Review: The Kitchen is a woman’s place, indeed
Movie Review: The Kitchen
Part revenge-quest, part sisterhood of the travelling pants with pistols, The Kitchen has so many male constructs sewn into its inseam, first-time director Andrea Berloff doesn’t have a lot of room to move. It’s a man’s cut, yet but makes it comfortable by wearing it all a size too large, boyfriend style, writes critic Katherine Monk.
Tracy Edwards Still Breaking the Waves
Interview: Tracy Edwards on the documentary Maiden
Of course she’d rather be sailing, but the woman who charted a winning course in world class yachting says the real victory has been watching a new generation of women ride the winds of change without fear. Tracy Edwards chats with Katherine Monk about lingering anxieties, navigating the shoals of sexism, and Alex Holmes’s new documentary, Maiden, chronicling Edwards and her all-female crew as they surfed over the ambient obstacles, and made history in the Whitbread Round the World Race in 1989.
How Bao’s house of women brought new dimensions to Pixar animation
Interview - Bao Filmmakers Domee Shi and Becky Nieman-Cobb
The Oscar nominations come out January 22 and Canadian director Domee Shi is already on the shortlist with Bao. She can’t talk about the Academy Awards, but the Toronto-raised animator says just making the short at Pixar feels like a victory.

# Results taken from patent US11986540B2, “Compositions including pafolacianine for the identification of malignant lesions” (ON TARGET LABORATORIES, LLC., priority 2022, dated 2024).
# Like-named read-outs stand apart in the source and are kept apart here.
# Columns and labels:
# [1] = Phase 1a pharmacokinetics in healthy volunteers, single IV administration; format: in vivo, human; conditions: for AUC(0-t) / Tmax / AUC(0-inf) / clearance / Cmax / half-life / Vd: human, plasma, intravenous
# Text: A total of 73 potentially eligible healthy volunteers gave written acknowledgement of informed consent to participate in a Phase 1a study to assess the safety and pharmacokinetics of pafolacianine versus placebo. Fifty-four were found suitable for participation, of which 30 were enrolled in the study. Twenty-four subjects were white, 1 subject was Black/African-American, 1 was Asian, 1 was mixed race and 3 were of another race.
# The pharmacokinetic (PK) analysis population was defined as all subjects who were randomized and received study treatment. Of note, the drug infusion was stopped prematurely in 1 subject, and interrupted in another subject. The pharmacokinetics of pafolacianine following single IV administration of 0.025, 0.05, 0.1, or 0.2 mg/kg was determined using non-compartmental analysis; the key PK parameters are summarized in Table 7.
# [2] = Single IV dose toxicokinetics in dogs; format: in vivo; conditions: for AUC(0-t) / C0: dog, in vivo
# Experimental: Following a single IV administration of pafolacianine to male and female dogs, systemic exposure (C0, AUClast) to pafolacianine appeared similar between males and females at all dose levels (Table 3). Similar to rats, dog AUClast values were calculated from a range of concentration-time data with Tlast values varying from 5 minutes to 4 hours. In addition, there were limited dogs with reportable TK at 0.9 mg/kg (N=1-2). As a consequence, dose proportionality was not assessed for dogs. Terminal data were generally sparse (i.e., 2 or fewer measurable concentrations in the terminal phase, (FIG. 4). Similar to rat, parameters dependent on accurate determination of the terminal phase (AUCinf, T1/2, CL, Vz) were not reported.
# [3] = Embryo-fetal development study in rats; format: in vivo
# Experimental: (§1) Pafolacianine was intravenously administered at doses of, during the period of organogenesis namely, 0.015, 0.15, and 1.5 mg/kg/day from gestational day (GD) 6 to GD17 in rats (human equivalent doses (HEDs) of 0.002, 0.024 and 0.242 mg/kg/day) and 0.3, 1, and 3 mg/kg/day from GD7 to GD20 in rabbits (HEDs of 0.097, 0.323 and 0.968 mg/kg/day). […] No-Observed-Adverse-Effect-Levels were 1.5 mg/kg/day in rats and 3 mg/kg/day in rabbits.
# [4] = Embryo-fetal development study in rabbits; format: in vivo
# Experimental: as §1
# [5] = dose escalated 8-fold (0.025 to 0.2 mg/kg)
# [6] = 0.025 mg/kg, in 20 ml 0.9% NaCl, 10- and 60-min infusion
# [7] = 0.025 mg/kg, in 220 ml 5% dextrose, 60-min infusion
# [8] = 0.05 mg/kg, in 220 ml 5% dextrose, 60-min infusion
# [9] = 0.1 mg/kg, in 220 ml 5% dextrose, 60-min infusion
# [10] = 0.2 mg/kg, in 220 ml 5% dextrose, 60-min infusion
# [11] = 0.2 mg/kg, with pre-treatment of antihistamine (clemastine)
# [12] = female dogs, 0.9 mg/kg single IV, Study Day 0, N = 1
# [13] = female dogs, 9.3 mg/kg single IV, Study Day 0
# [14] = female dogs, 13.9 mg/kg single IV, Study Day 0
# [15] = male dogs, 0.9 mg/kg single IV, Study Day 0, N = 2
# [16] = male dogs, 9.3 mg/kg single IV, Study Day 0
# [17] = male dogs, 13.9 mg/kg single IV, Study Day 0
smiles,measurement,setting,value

Box Office Analysis: Female demographic gets big push
Early spring is typically a season dominated by testosterone-laced action tentpoles, but with Pitch Perfect 2 blowing the tires off Mad Max: Fury Road, the boys of summer may get benched by funny girls
By Katherine Monk
Mad Max may have defeated a villainous clan of wasteland warlords in order to survive a two-hour hell ride, but he couldn’t beat the ladies of Pitch Perfect 2 in the box office demolition derby called opening weekend, raising some doubt as to who rules the box-office in the era of digital, videogames, bit-torrent downloading and studio movie ennui.
As this weekend’s tally proved: Women are starting to outspend men at the wicket.
Mad Max revved up a respectable $44 million in receipts, but Elizabeth Banks’s gleeful girl movie about snarky singing competitors hollered to the tune of $70 million, proving the long-vaunted 14-year-old boy demographic does not rule
the box-office after all. According to the Motion Picture Association of America’s ...